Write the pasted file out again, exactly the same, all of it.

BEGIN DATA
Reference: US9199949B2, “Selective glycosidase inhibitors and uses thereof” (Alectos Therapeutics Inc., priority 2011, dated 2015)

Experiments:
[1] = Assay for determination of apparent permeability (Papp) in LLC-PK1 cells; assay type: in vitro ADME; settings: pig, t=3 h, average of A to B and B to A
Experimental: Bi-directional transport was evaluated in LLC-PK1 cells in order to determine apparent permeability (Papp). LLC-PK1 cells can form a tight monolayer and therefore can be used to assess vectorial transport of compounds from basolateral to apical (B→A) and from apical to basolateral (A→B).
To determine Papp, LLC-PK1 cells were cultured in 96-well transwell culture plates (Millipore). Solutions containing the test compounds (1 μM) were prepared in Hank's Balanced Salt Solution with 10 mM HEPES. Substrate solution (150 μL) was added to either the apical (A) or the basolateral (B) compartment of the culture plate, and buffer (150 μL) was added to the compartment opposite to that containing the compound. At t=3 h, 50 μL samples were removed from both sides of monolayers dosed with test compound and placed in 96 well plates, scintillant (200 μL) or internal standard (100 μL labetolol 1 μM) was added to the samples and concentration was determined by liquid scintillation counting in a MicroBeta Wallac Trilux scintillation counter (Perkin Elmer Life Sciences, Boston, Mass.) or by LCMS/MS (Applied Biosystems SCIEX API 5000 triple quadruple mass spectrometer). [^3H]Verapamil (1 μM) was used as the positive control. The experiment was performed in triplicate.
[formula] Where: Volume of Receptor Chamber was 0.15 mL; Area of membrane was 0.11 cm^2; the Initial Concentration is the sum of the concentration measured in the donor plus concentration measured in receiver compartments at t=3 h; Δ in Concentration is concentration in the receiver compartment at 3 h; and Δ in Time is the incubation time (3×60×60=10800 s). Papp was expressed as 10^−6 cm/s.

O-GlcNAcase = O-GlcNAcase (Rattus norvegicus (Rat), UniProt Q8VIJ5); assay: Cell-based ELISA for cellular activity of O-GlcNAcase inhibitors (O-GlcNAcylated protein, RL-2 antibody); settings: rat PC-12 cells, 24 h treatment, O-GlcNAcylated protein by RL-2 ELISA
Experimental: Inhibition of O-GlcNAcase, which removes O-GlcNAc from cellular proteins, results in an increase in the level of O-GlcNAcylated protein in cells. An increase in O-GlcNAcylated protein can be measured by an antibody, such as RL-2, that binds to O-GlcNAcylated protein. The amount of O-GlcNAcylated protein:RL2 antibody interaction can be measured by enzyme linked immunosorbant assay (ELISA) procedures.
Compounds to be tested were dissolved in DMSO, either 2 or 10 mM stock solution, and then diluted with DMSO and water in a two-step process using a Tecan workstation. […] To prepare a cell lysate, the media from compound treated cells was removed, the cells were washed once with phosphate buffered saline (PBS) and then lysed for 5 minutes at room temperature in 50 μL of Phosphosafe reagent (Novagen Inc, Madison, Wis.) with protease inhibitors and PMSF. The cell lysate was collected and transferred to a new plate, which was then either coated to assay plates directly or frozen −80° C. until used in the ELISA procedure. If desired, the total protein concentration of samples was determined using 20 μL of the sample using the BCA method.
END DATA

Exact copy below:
Reference: US9199949B2, “Selective glycosidase inhibitors and uses thereof” (Alectos Therapeutics Inc., priority 2011, dated 2015)

Experiments:
[1] = Assay for determination of apparent permeability (Papp) in LLC-PK1 cells; assay type: in vitro ADME; settings: pig, t=3 h, average of A to B and B to A
Experimental: Bi-directional transport was evaluated in LLC-PK1 cells in order to determine apparent permeability (Papp). LLC-PK1 cells can form a tight monolayer and therefore can be used to assess vectorial transport of compounds from basolateral to apical (B→A) and from apical to basolateral (A→B).
To determine Papp, LLC-PK1 cells were cultured in 96-well transwell culture plates (Millipore). Solutions containing the test compounds (1 μM) were prepared in Hank's Balanced Salt Solution with 10 mM HEPES. Substrate solution (150 μL) was added to either the apical (A) or the basolateral (B) compartment of the culture plate, and buffer (150 μL) was added to the compartment opposite to that containing the compound. At t=3 h, 50 μL samples were removed from both sides of monolayers dosed with test compound and placed in 96 well plates, scintillant (200 μL) or internal standard (100 μL labetolol 1 μM) was added to the samples and concentration was determined by liquid scintillation counting in a MicroBeta Wallac Trilux scintillation counter (Perkin Elmer Life Sciences, Boston, Mass.) or by LCMS/MS (Applied Biosystems SCIEX API 5000 triple quadruple mass spectrometer). [^3H]Verapamil (1 μM) was used as the positive control. The experiment was performed in triplicate.
[formula] Where: Volume of Receptor Chamber was 0.15 mL; Area of membrane was 0.11 cm^2; the Initial Concentration is the sum of the concentration measured in the donor plus concentration measured in receiver compartments at t=3 h; Δ in Concentration is concentration in the receiver compartment at 3 h; and Δ in Time is the incubation time (3×60×60=10800 s). Papp was expressed as 10^−6 cm/s.

O-GlcNAcase = O-GlcNAcase (Rattus norvegicus (Rat), UniProt Q8VIJ5); assay: Cell-based ELISA for cellular activity of O-GlcNAcase inhibitors (O-GlcNAcylated protein, RL-2 antibody); settings: rat PC-12 cells, 24 h treatment, O-GlcNAcylated protein by RL-2 ELISA
Experimental: Inhibition of O-GlcNAcase, which removes O-GlcNAc from cellular proteins, results in an increase in the level of O-GlcNAcylated protein in cells. An increase in O-GlcNAcylated protein can be measured by an antibody, such as RL-2, that binds to O-GlcNAcylated protein. The amount of O-GlcNAcylated protein:RL2 antibody interaction can be measured by enzyme linked immunosorbant assay (ELISA) procedures.
Compounds to be tested were dissolved in DMSO, either 2 or 10 mM stock solution, and then diluted with DMSO and water in a two-step process using a Tecan workstation. […] To prepare a cell lysate, the media from compound treated cells was removed, the cells were washed once with phosphate buffered saline (PBS) and then lysed for 5 minutes at room temperature in 50 μL of Phosphosafe reagent (Novagen Inc, Madison, Wis.) with protease inhibitors and PMSF. The cell lysate was collected and transferred to a new plate, which was then either coated to assay plates directly or frozen −80° C. until used in the ELISA procedure. If desired, the total protein concentration of samples was determined using 20 μL of the sample using the BCA method.